Reuters has a riveting profile of official Society of Thames Mudlark Steve Brooker. Mudlarks are an elite cadre of treasure hunters licensed by the Port of London Authority to search the muddy banks of the Thames in the old city for historical artifacts. Although anybody can scratch the surface of the low-tide shore, the most prime historical real estate — the north bank of the Thames between Westminster and the Tower of London which has hosted docking points for occupiers and traders since Roman days — is reserved for the licensed mudlarks.
The Society of Thames Mudlarks was founded in 1980, but the name and profession go back to the late 18th century. Mudlarks back then were mainly children who scavenged the shore for anything of monetary value. Although they could find enough that was salable to not starve to death and at least they had some degree of independence, it was dangerous, filthy work. Untreated sewage, dead bodies, broken glass: when you’re barefoot and in rags, these are not fun things to have to wade through.
Today’s mudlarks have it comparatively easy. They are volunteers armed with a passion for history and comfy hip waders. They assiduously record everything they find. Any objects more than 300 years old go to the Museum of London to be logged. Most of their discoveries are returned to them after documentation, but particularly important finds are kept for research and display. For instance, one of Steve Brooker’s most compelling finds was a complete ball and chain, sans the leg it once shackled, that is now on display at the Museum of London Docklands.
Brooker is a window-fitter by trade. He is a self-taught expert in the history of London, and a highly valued one.
Kate Sumnall, an archaeologist and Finds Liaison Officer with the Museum of London who is charged with identifying mudlark finds says their work is “phenomenally important”.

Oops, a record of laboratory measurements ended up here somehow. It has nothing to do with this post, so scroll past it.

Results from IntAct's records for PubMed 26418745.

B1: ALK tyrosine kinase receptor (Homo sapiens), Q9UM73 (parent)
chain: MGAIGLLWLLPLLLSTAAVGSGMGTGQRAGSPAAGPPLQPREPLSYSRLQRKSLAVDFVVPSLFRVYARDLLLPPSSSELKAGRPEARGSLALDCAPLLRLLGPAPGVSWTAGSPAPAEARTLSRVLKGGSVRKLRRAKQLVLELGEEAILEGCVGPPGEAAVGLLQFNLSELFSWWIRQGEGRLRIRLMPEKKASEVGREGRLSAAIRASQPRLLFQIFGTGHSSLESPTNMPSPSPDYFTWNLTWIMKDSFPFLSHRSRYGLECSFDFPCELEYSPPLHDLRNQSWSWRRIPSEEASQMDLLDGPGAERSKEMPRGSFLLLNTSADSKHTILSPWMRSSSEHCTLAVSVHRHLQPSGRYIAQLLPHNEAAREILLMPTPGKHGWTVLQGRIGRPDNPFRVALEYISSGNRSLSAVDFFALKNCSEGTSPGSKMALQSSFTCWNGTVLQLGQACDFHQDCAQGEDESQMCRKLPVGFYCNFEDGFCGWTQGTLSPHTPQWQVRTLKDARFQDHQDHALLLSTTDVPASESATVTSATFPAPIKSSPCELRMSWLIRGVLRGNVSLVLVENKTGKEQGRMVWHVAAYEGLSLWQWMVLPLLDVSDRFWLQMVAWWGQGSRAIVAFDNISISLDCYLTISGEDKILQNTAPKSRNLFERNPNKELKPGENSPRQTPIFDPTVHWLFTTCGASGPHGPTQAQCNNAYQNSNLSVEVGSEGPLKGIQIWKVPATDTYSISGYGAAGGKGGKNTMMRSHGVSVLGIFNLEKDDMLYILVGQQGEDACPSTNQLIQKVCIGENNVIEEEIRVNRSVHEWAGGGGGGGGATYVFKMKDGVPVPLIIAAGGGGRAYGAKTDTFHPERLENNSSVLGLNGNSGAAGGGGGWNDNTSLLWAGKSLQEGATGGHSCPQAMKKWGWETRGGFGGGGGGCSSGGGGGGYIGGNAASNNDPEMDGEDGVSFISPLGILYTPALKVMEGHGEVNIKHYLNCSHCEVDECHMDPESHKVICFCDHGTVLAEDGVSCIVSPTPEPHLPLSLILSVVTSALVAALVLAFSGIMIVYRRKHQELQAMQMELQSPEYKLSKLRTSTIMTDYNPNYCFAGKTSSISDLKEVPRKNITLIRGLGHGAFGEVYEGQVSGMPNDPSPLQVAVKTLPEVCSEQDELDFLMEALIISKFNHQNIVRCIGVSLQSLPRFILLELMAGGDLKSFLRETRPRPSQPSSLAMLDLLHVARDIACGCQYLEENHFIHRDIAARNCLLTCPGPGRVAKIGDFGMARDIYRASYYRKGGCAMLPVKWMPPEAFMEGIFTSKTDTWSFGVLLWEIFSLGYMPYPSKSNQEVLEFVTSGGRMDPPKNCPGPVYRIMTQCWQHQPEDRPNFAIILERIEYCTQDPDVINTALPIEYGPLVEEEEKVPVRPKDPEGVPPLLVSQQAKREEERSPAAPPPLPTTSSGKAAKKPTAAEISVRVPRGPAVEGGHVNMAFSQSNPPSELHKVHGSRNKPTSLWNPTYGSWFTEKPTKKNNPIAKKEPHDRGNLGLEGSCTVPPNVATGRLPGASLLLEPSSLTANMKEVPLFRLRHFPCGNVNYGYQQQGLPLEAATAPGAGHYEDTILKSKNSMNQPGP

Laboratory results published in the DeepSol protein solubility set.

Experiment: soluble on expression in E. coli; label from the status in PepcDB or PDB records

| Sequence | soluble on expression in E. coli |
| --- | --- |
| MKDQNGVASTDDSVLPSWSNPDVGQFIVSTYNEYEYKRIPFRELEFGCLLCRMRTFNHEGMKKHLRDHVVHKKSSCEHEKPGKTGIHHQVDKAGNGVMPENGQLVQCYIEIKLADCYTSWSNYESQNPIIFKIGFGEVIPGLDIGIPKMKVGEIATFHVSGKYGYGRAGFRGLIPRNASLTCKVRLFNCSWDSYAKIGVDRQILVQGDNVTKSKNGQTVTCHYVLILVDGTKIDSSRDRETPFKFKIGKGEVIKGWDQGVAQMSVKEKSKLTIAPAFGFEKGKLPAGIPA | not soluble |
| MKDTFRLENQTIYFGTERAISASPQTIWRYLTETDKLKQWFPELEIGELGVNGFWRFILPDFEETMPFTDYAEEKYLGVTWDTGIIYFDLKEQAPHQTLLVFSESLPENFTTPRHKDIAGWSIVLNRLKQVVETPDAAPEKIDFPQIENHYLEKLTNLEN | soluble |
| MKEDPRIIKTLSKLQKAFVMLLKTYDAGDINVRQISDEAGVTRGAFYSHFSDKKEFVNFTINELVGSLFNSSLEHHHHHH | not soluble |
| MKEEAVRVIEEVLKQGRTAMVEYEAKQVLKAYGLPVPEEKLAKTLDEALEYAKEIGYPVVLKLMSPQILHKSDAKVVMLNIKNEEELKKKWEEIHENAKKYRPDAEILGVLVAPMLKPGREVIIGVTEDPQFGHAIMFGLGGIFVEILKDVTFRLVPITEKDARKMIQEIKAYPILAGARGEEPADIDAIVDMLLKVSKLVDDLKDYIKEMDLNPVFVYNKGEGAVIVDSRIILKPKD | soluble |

“They have made a huge contribution by donating artefacts to us, but also in terms of the knowledge they bring because they have been showing us their finds for such a long time — I often learn from them,” she told Reuters.
“The medieval toys and pilgrim badges (they have found) are two of the key collections where their contributions have really helped change archaeological interpretation of the past.”
Sumnall estimates that the Museum of London gets 500 objects of historical significance a year from the mudlarks, including everything from medieval pottery to Viking decorative mounts to Roman leather shoes. Since the Thames was a garbage dump for as long as there have been people living on its banks, the mudlarks uncover these elements of everyday life from hundreds and thousands of years ago all the time. When they dig through the mud, they’re excavating an extended, intensely varied midden heap.
So even though Britain’s Treasure Act applies to their finds — anything older than 300 years that contains more than 10% gold or silver belongs to the crown which will compensate the finder and landowner for its value — mudlarks aren’t really hunting for that kind of treasure. It’s items that have a clear connection to the past, like the low-value trading tokens that identify their former owners, that inspire excitement.
Not that it’s all fun and games. It’s actually very hard, often dangerous work. The river has extreme tides, so those exposed muddy shores can find themselves filling up with high tide very quickly. Even the fully exposed mud can suck you down like quicksand if it’s thoroughly water saturated.
Brooker’s adventures larking about in the mud of the Thames are being televised. Mud Men airs on the UK History Channel and it sounds way too cool to end up on the US schedule. Brooker takes a radio personality with him on his digs, and visiting experts provide commentary on the finds and historical context. We get Ax Men instead. :blankstare: